U.S. District Judge Amy Berman Jackson ruled Monday against Eric Holder, saying the U.S. attorney general could no longer hide behind executive privilege and refuse to produce a portion of the records called for in a subpoena issued by the Committee on Oversight and Government Reform of the United States House of Representatives.
In short, this likely means that a fierce battle will take place soon in the Republican-controlled House to get at the truth about the “Fast and Furious” scandal involving supplying criminals and Mexican drug cartel members with guns that were later used to kill Americans along the nation’s southern border.
Judge Jackson’s 44-page Memorandum Opinion begins as follows:
The Committee on Oversight and Government Reform of the United States House of Representatives has filed this action to enforce a subpoena it issued to the Attorney General of the United States, Eric H. Holder, Jr. The Attorney General refused to produce a portion of the records called for by the subpoena on the grounds that they are covered by the executive privilege, and the Committee seeks a declaration that the invocation of the privilege is invalid in this instance and that the documents must be produced. The matter is before the Court on defendant’s motion to dismiss the complaint under Federal Rules of Civil Procedure 12(b)(1) and 12(b)(6): the Attorney General takes the position that a dispute between the legislative and executive branches must be resolved through negotiation and accommodation, and that the judiciary may not, or at least, should not, get involved.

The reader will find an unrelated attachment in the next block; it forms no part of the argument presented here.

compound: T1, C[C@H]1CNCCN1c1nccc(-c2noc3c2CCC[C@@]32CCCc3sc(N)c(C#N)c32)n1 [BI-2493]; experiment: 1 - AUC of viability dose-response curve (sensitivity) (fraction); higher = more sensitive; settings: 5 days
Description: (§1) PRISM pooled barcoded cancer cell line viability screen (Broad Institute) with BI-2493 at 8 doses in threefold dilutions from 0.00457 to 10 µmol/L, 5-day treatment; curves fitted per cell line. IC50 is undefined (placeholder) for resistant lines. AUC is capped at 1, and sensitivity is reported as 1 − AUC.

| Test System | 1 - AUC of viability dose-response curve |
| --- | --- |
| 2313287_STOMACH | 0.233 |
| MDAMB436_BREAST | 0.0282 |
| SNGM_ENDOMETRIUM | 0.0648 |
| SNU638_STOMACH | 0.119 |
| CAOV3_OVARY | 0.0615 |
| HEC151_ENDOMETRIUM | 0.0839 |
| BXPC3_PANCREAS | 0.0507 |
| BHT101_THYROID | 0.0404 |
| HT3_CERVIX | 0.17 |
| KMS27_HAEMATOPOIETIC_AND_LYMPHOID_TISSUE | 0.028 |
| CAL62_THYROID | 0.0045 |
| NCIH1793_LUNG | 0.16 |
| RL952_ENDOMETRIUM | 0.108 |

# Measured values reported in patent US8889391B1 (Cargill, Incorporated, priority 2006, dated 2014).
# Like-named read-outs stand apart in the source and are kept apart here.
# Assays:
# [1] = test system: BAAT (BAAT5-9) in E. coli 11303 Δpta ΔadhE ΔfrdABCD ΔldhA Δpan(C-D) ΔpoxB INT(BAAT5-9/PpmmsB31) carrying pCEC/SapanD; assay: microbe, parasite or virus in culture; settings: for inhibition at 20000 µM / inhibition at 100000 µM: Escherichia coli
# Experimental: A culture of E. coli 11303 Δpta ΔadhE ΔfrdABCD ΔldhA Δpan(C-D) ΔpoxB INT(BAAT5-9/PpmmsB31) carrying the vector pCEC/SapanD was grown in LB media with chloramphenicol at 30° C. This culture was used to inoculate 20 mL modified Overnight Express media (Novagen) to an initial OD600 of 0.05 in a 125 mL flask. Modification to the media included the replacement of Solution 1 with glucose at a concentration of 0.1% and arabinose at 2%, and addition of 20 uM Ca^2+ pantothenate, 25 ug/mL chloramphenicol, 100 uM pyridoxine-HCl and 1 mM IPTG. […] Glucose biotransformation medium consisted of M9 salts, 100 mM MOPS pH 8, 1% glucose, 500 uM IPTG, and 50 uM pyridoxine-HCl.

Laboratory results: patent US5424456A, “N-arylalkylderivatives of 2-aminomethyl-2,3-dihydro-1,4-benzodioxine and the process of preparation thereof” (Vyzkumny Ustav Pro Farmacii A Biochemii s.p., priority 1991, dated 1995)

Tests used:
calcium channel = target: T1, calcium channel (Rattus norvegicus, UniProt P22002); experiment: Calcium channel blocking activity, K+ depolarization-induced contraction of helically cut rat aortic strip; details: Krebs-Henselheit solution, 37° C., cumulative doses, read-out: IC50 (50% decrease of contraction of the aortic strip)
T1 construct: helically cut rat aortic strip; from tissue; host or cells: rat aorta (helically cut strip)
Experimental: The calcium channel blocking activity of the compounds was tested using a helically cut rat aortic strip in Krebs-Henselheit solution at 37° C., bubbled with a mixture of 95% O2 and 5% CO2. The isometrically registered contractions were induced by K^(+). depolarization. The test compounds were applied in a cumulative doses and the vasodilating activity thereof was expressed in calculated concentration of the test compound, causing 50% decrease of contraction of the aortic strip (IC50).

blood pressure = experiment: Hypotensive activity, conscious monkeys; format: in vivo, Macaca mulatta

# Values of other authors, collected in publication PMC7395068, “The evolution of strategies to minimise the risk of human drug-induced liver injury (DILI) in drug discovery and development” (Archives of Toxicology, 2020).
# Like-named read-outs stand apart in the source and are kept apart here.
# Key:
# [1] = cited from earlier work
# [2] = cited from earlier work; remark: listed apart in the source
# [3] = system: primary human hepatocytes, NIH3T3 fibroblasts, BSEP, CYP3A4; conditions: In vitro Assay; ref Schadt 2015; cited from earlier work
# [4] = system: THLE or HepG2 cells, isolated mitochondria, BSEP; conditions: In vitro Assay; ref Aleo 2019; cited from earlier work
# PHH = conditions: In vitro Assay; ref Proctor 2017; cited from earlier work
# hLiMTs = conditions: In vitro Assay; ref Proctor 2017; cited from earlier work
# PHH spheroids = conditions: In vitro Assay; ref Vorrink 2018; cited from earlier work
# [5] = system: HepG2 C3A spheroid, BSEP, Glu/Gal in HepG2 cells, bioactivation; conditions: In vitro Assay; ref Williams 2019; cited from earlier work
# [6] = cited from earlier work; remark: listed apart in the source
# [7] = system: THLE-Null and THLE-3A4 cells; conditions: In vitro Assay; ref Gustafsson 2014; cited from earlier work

The motion to dismiss will be denied. The fact that this case arises out of a dispute between two branches of government does not make it non-justiciable; Supreme Court precedent establishes that the third branch has an equally fundamental role to play, and that judges not only may, but sometimes must, exercise their responsibility to interpret the Constitution and determine whether another branch has exceeded its power. In the Court’s view, endorsing the proposition that the executive may assert an unreviewable right to withhold materials from the legislature would offend the Constitution more than undertaking to resolve the specific dispute that has been presented here. After all, the Constitution contemplates not only a separation, but a balance, of powers.
Click here to read the rest of the opinion.
Hopefully, this time, justice will finally be served.